Dallas Willard on Worldviews

Dallas Willard giving a Ministry in Contempora...

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“You cannot ‘opt out’ of having a worldview.  You can only try to have one that most accords with reality, including the whole realm of facts concerning what is genuinely good.  What is true of individuals in this respect is also true of social groups and even whole societies or nations.

“One’s worldview need not be recognized as such to have its effects.  Much of it lies outside our consciousness in the moment of action, embedded in our body and its social environment, including our history, language, and culture.  It radiates throughout our life as background assumptions, in thoughts too deep for words.  But any thoughtful observer can discern the essential outlines of what it is.

“What we assume to be real and what we assume to be valuable will govern our attitudes and our actions.  Period.  And usually without thinking.  But most people do not recognize that they have a worldview, and usually it is one that is borrowed, in bits and pieces, from the social environment in which we are reared.  It may not even be self-consistent.

“. . . [B]ecause worldview is so influential, it is also dangerous.  Worldview is where we most need to have knowledge, that is, secured truth.  Perhaps we cannot have knowledge of our worldview as a whole, and some parts of it will then always consist of mere belief or commitment.  But for some parts we can have knowledge if we put forth appropriate efforts, and some parts of some worldviews can certainly be known to be false.”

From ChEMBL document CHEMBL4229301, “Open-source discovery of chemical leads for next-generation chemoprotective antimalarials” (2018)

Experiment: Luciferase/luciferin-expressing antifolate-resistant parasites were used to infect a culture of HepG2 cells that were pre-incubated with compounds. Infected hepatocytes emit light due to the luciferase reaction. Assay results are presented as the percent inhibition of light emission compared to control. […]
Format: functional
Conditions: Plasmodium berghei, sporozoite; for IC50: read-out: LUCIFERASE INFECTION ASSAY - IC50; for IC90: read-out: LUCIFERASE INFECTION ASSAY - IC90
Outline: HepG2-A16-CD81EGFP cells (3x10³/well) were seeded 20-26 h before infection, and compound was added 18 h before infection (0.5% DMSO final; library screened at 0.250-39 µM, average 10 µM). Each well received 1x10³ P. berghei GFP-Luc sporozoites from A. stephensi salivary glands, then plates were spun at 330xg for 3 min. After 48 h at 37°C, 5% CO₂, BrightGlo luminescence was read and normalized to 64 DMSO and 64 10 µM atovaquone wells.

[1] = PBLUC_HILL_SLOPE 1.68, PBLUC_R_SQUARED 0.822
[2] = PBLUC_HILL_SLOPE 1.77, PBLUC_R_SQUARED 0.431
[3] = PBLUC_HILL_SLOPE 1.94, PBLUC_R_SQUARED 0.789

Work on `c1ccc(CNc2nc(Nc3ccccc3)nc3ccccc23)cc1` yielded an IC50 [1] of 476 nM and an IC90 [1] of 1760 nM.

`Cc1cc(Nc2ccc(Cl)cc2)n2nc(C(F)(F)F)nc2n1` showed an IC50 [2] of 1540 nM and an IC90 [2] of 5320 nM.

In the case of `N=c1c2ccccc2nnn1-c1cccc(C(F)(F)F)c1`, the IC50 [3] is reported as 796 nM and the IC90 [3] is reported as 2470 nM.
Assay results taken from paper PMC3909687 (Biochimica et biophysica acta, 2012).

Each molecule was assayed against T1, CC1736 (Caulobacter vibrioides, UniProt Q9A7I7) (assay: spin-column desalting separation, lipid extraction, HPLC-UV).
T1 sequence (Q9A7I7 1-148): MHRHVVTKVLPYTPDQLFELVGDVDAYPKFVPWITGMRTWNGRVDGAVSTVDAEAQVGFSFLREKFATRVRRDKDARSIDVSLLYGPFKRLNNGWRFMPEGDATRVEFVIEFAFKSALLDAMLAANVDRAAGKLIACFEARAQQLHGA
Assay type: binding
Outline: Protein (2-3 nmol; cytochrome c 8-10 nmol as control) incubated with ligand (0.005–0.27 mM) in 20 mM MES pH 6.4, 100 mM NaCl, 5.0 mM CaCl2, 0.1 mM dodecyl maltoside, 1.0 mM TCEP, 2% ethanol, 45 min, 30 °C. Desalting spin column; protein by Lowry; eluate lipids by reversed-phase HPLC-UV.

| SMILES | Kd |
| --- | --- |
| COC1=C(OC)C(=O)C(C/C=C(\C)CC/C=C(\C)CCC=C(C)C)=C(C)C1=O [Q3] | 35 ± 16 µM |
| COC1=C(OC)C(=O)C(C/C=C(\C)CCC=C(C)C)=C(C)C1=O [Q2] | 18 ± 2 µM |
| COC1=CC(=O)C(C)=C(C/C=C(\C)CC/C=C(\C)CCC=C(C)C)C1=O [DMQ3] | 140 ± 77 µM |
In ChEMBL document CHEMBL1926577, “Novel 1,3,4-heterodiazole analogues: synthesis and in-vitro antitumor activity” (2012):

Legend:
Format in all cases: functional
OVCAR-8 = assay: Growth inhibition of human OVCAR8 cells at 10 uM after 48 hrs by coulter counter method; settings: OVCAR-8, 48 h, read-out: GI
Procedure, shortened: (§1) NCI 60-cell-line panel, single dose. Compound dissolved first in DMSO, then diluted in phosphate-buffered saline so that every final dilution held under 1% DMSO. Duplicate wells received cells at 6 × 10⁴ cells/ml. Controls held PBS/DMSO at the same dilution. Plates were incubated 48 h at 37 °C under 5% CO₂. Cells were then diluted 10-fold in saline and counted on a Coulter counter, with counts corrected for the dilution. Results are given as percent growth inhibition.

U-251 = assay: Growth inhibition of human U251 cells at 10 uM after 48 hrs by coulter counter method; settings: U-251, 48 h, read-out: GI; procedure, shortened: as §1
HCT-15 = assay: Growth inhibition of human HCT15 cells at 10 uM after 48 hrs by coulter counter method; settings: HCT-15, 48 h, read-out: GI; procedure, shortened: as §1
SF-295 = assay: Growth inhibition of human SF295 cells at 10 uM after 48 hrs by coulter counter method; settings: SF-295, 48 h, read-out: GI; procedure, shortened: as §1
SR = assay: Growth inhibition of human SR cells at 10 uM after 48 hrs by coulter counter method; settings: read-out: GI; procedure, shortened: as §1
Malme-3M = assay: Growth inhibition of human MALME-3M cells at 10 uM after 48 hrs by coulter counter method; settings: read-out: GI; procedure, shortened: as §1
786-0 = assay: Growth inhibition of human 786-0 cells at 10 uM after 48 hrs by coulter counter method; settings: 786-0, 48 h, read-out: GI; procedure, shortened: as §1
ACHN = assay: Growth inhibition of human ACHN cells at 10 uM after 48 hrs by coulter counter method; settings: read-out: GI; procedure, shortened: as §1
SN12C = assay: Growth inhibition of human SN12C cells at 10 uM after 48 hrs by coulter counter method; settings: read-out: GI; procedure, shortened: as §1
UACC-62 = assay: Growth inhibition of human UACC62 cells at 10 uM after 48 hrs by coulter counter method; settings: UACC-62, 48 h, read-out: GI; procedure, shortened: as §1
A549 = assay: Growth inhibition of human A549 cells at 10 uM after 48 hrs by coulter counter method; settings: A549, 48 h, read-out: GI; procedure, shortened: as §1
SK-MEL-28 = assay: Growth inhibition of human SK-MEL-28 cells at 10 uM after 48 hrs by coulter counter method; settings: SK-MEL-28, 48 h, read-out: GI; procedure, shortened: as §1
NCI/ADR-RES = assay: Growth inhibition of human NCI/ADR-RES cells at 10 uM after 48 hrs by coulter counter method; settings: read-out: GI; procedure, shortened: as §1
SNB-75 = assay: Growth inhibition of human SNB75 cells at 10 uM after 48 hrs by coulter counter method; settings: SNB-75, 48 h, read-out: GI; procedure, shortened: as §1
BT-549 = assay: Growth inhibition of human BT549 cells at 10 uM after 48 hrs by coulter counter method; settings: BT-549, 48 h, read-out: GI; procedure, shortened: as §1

— from Knowing Christ Today: Why We Can Trust Spiritual Knowledge (HarperOne, 2009), 44, 45.

* For numerous resources by Dallas Willard, see his website.

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Book Giveaway – Why You Think the Way You Do

Later this week I’ll be posting my friend Adam Reece’s review of Glenn Sunshine’s book Why You Think the Way You Do (Zondervan, 2009).  Thanks to the generous folks at Zondervan, I have an extra copy of the book to give away.

To be entered, simply subscribe to this blog’s RSS feed or email newsletter, and let me know you did in a comment on this post.  If you’re a current subscriber and would like to be entered, please leave a comment as well.

Here’s a short synopsis of the book:

People often talk about worldview when describing the philosophy that guides their lives. But how have we come by our worldviews, and what impact did Christianity have on those that are common to Western civilization? This authoritative, accessible survey traces the development of the worldviews that underpin the Western world. It demonstrates the decisive impact that the growth of Christianity had in transforming the outlook of pagan Roman culture into one that, based on biblical concepts of humanity and its relationship with God, established virtually all the positive aspects of Western civilization. . . . Unique among books on the topic, this work discusses Western worldviews as a continuous narrative rather than as simply a catalogue of ideas, and traces the effects changes in worldview had on society.

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